Dr. Curt Lacy, UGA Extension Livestock Economist
The cost to plant winter annuals this year is projected to be the about the same this year as last. While fertilizer prices are expected to decline in coming months, seed costs have actually increased slightly this year. As a result, establishment costs will be slightly higher than in 2012. However, if fertilizer prices do decline, the total per acre cost could be lower than 2012-2013 winter annuals.
In the coming weeks, UGA will be publishing projected winter annual budgets for 2013-2014. These budgets will have specific fertilizer and seeding rates for various production systems as well as the associated fuel, repair, and labor costs.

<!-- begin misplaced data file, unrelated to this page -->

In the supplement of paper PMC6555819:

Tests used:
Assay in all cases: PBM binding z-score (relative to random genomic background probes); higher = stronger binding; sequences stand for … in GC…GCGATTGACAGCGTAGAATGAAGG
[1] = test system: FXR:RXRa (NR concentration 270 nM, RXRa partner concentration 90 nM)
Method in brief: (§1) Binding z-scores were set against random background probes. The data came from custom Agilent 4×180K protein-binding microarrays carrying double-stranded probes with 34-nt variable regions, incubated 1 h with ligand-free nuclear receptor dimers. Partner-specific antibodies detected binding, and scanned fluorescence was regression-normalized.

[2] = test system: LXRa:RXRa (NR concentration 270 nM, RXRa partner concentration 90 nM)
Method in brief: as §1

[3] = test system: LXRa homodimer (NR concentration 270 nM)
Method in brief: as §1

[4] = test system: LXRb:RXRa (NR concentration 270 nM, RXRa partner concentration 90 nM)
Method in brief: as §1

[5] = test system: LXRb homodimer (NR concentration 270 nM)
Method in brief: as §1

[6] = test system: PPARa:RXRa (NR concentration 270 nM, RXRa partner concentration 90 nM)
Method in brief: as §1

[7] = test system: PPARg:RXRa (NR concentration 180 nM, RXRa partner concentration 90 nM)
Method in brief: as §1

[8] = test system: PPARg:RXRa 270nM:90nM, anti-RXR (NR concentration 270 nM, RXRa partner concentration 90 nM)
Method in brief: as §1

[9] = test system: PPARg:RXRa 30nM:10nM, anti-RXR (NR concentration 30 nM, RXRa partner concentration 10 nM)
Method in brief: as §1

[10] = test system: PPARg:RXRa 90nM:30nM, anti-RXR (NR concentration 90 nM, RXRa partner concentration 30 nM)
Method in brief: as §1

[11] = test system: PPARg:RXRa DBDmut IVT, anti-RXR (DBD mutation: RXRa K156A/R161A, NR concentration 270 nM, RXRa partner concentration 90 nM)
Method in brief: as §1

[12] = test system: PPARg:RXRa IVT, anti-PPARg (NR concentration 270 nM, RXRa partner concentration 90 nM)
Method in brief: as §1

In the meantime, I have summarized our projected total per acre costs. These results are presented in the accompanying chart. It should be noted that these budgets assume planting certified seed and applying nitrogen, phosphorous, potash and lime according to soil-test on medium fertility soils. In other words, your actual costs could be more or less depending on your specific situation.
In addition to seeded budgets, two budgets were also prepared that reflect stockpiled Bermuda or fescue forages. Producers are encouraged to not only look at the total cost per acre, but to also consider the amount of forage produced and what that means on a dollars per gazing day basis.